Bob Anderson, who performed as Darth Vader when it was time to duel, and who was a Hollywood sword master, died yesterday morning in England.
You can view a list of all of the movies & TV shows he worked on here. I will probably remember him most through his work on Highlander: The Series, where he was sword master for the first two seasons.
These are two of my bookshelves.
I have many, many, many more. Many, many, many more.
Okay – not all are used for books. Two I use for general storage in my closet. Three and a half are primarily for digital media – they hold a TV, and DVDs, and box sets, and DVD players, and receivers, and cables, and other things. One is half books, and half shoes. But the rest, of my total eighteen bookshelves, hold books.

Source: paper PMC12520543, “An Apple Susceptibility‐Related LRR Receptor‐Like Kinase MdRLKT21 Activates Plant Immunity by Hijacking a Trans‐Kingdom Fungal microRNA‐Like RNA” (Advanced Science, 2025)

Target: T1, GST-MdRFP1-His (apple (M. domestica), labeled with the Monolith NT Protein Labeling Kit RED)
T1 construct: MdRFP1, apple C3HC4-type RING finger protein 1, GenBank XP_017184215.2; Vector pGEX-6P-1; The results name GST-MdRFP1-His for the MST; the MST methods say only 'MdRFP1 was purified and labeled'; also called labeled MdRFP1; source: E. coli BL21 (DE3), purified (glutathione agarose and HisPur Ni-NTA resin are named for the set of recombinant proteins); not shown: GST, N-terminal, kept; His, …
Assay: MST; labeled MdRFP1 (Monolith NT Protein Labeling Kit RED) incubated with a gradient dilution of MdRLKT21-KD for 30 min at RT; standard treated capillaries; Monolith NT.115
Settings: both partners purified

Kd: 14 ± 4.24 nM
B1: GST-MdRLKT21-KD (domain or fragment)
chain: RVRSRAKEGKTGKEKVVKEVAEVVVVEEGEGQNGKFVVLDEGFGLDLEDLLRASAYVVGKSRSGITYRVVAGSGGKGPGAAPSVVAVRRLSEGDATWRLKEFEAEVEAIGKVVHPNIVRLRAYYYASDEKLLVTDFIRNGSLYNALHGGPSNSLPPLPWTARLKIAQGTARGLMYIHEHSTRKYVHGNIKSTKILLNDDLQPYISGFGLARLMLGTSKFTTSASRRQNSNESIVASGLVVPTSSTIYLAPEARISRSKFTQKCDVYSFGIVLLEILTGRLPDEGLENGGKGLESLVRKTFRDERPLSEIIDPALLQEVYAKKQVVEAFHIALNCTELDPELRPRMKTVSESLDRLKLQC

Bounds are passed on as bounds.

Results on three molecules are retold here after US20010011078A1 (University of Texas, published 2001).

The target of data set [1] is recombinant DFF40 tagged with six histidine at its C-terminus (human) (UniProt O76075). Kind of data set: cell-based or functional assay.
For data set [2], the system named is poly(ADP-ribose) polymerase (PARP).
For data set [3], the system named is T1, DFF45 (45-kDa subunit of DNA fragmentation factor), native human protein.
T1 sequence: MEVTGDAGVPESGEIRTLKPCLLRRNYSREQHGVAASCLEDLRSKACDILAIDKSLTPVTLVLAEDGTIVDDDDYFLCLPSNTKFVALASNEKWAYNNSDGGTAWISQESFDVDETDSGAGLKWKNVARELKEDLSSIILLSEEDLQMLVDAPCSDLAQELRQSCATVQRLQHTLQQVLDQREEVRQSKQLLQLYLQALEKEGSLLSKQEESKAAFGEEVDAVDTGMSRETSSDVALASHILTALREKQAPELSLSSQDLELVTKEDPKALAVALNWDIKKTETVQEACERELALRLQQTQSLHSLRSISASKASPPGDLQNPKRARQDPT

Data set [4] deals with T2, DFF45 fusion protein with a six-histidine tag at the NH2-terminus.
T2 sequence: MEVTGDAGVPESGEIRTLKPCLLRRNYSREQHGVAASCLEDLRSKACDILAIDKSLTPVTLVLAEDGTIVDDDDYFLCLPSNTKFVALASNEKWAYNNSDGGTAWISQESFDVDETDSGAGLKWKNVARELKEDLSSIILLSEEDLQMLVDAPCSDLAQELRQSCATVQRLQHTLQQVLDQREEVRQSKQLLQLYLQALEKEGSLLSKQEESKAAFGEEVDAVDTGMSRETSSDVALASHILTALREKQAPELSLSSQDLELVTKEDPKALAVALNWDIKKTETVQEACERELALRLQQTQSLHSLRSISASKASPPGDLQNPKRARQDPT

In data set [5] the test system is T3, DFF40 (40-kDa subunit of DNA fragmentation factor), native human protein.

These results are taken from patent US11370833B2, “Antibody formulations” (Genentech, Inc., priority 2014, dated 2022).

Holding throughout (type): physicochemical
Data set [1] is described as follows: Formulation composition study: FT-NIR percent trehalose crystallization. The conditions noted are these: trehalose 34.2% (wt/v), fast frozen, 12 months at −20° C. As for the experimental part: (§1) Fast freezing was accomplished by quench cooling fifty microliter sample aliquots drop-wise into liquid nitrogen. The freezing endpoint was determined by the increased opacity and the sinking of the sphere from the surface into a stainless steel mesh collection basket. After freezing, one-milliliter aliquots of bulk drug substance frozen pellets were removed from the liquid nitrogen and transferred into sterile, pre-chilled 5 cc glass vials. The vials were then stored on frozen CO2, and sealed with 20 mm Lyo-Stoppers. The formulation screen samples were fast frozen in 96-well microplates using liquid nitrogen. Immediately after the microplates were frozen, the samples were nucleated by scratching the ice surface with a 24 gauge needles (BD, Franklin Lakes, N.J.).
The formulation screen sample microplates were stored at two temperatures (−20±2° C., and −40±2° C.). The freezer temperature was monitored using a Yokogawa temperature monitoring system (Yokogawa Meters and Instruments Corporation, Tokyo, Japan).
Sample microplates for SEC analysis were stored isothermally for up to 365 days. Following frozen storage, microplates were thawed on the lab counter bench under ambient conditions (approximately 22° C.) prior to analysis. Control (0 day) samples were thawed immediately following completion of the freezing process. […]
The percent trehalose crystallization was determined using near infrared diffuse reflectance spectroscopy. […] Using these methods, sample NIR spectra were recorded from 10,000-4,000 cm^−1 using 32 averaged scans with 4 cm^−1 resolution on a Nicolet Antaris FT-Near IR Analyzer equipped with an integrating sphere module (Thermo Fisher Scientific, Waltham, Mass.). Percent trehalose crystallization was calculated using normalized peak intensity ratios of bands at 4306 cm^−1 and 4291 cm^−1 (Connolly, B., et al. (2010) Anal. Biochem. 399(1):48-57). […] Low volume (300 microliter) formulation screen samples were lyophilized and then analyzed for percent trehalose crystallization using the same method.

They hold books from left to right. They hold books stacked. They hold books sitting on top of stacked books. They hold sock monkeys in front of books. Little clay penguins from atop a wedding cake. Ties on top of books, ties in front of books, ties on shelves. Why haven’t I put that hammer away? That’s on top of a bunch of books, too.
There is very little room left for books in my apartment. (There’s almost no room for me, either).
But that’s not why I’m stopping buying books in 2012. That’s my resolution (one of them, anyway): I will not buy any more books in 2012. Let me now, quickly, apologize to Second Story Books, Books For America, Kramerbooks, Idle Times, Bridge Street Books, Politics & Prose, and Capitol Hill Books. To a far less extent, allow me to apologize to Barnes & Noble, and Books-a-Million. (I shall refrain from apologizing to Amazon, as I will still be buying vast quantities of cat food & toilet paper from them, and they’re set to conquer the world soon anyway so whatever).